Monday, June 14, 2010

Sourdough, part 1: Starter

It's been a long time that I've wanted to post about how to do sourdough, but there were so many problems with it: I wasn't happy with everything I made, I didn't feel confident in my ability to discuss it, and I do all my sourdough starters and bread measurements in grams, which aren't very friendly to the masses for a blog. Also, there's no way to talk about sourdough without going into a lot of depth.

But it's finally time. How? you may ask. Well, I consistently love my bread now, and I'm pretty sure I know why it turns out well. Also, I've decided it's okay to post in grams. It's European-style bread, for goodness sake. As for the depth of the's not like I don't have the ability to go on for a long time, so I'll just say what I need to say. And break it up into multiple posts if I need to.

Since I've gushed very recently, I'll try to keep that to a minimum, but I need to start by saying that I have spent considerable time reading and studying from Daniel Leader's Local Breads and Peter Reinhart's The Bread Baker's Apprentice. While each has been very instructive, being able to learn from both of them has helped me understand how to move forward on my own, to come up with my own formulas, with a decent grasp on bread basics, especially pertaining to sourdough and fermentation. If you're feeling serious about hearth breads, you should have them on hand.

*little note: If you don't already, you really need to get used to making notes in your cookbooks. They should feel like a workbook, especially since you bought them to learn from. Sometimes I go a year between repeating a recipe, and I need to know if I like certain changes I made and want to continue them. Buy a coffee table book for the coffee table, but use your cookbooks.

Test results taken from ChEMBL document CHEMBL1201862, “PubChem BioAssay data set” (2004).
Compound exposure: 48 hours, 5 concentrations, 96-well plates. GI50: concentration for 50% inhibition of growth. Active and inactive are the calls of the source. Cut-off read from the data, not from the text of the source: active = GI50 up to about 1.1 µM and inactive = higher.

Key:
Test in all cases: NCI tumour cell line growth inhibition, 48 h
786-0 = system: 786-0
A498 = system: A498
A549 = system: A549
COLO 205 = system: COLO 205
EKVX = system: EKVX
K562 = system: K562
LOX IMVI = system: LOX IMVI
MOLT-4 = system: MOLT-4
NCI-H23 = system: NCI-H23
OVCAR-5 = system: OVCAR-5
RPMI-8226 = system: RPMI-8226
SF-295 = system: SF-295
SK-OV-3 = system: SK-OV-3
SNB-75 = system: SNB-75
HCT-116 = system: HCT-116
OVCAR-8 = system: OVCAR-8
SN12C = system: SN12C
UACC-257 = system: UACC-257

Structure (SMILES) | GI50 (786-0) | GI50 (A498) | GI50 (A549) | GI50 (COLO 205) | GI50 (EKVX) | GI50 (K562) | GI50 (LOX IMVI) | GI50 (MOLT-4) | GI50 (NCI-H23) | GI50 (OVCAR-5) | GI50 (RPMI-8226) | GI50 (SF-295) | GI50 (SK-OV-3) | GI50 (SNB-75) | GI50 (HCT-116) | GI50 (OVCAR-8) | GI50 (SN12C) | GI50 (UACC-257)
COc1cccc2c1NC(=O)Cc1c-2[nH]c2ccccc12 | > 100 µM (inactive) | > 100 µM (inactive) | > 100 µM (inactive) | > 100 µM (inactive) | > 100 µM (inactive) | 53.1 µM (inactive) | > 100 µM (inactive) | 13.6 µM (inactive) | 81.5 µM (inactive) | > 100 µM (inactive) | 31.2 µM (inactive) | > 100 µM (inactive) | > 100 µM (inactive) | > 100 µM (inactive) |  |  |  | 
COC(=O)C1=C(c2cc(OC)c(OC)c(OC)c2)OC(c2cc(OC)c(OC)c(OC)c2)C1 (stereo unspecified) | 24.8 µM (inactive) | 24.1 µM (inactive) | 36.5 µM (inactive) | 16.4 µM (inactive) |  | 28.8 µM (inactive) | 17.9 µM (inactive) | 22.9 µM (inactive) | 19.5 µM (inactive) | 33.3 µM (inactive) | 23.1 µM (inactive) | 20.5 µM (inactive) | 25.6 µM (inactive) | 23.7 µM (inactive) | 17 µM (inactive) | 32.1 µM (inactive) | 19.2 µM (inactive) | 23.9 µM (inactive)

Let's start with making the sourdough starter. This is surprisingly easy. All you need is flour and water. That may seem preposterous, but it's true. The only catch is that it's a good idea to have a wee bit of rye flour at the beginning, as rye is very easy to start a sourdough with. (It ferments at a faster rate than wheat flour, so it jump starts the action. After feeding and refreshing the sourdough with wheat (all-purpose or bread) flour, the rye will have disappeared, so it doesn't turn up in your bread unless you're adding rye at a later point.) Wild yeast is in the flour and in the air, so you don't need to add anything to start the process, just feed it with flour everyday and give it time to grow.

All-purpose flour or bread flour is fine. I prefer to use bread flour, as it has a higher protein content and will help develop the gluten in dough a bit easier, giving your bread structure and stretch (and chewiness), but there's not a big difference, and the protein doesn't play any role in the sourdough itself.

So here's what you do: in a very clean environment, stir together 150 grams of room temperature water with 75 grams flour, about half rye and half all-purpose. Cover it loosely with plastic and leave it on the counter for 24 hours. Then every day for the next several days (about 5-7), add the following: 35 grams of water and 60 grams of AP (all-purpose) flour. If your water is really chlorinated, you should use filtered water in your starter so yeast and other bacteria aren't kept from growing.

Each day, before you feed your starter, note the changes. At first you'll see next to nothing. As the days progress, though, you'll notice air bubbles on top and inside the starter. You'll also smell earthy, acidic smells that will increase and alter throughout the process. Also, always make sure your hands, containers, and utensils are very clean. Introducing other bacteria into the starter can alter it or even kill the yeast.